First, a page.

A while back I was giving a talk in Boston on the various challenges that remain in our quest for the development of systems that truly understand ordinary spoken (natural) language. At some point in the talk I reported on something that I have experienced firsthand: I often meet and converse with many so-called experts in Natural Language Processing (NLP). Experts that, as it has often turned out, have never heard of Russell, Frege, Carnap, Quine, Lewis, Kripke, Montague, etc., or have not heard of metonymy, intension, scope and reference resolution, and other challenges in the computational treatment of natural language. What got a chuckle was my remark that this is exactly like meeting a specialized physicist who never heard of Newton or Einstein, or of the laws of thermodynamics (and it is, by the way, exactly the same).
So what has happened? How could we have leading labs (both in industry and academia) graduating or nurturing so-called experts in language processing—‘experts’ that are indifferent to a couple of centuries of fundamental work by some of the most penetrating minds in logic, semantics, and formal languages? It seems now that one of the most difficult problems in computing science (i.e., NLU) is thought of as a ‘data’ problem, and thus it is a problem that can be easily tackled by pulling some machine learning library, downloading lots of data, training your ‘deep’ network on that ‘big’ data, and viola—you are another step closer to passing the Turing Test (or better yet, to passing the Winograd Schema Challenge!).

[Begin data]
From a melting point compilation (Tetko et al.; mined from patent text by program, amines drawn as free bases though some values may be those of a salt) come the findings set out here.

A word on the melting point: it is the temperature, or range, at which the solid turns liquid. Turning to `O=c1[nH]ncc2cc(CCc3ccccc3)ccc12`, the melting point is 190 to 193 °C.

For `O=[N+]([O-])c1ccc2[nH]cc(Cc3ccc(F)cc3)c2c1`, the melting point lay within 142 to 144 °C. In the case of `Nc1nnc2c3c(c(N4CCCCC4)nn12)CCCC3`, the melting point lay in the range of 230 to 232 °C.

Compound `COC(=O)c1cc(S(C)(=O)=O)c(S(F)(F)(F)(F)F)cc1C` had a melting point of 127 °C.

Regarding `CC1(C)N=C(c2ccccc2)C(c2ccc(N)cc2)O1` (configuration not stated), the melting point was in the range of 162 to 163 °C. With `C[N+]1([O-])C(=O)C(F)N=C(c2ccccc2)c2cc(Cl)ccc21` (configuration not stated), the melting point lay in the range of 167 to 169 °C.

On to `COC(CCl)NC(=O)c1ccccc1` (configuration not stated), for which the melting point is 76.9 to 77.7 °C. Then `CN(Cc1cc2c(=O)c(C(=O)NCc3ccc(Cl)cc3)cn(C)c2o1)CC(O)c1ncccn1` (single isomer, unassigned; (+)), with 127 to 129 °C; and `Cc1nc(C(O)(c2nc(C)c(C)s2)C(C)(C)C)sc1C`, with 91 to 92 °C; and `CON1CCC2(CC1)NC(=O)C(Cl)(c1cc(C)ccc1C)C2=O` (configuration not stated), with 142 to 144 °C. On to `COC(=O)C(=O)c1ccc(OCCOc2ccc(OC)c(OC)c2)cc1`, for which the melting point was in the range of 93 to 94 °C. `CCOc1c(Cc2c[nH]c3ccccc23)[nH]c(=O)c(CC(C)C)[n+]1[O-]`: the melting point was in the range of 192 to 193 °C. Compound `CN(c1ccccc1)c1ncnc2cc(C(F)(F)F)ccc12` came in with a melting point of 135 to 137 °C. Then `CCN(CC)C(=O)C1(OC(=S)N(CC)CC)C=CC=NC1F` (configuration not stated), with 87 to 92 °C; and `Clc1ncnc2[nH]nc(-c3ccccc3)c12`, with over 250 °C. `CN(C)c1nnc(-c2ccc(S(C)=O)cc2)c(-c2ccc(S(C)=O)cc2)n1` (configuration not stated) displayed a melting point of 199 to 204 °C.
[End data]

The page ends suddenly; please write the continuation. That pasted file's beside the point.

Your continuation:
This is harmful to the field. Computing science is, after all (or at least in big part), a science. And so it is already a Data Science—thank you; not to mention that it is also an Information Science, and, ultimately, a Knowledge and a Cognitive Science.
The reason this trend is harmful to the field is that it turns computing science into computer and systems programming, while the latter are just our tools as computer scientists. While systems and software engineering are noble causes—and very stimulating and challenging at that—the science must also progress and it won’t if we ignore it. Solutions to major problems should not all be approached by finding some ‘approximate’ solution. Computer science has always been partly a science and partly an engineering discipline, so while many can do both, some of us should surely keep working on the science.
Walid Saba is Principal AI Scientist at Astound.ai, where he works on Conversational Agents technology. Before Astound, he co-founded and was the CTO of Klangoo. He has published over 35 articles in AI and NLP, including an award-winning paper at KI-2008.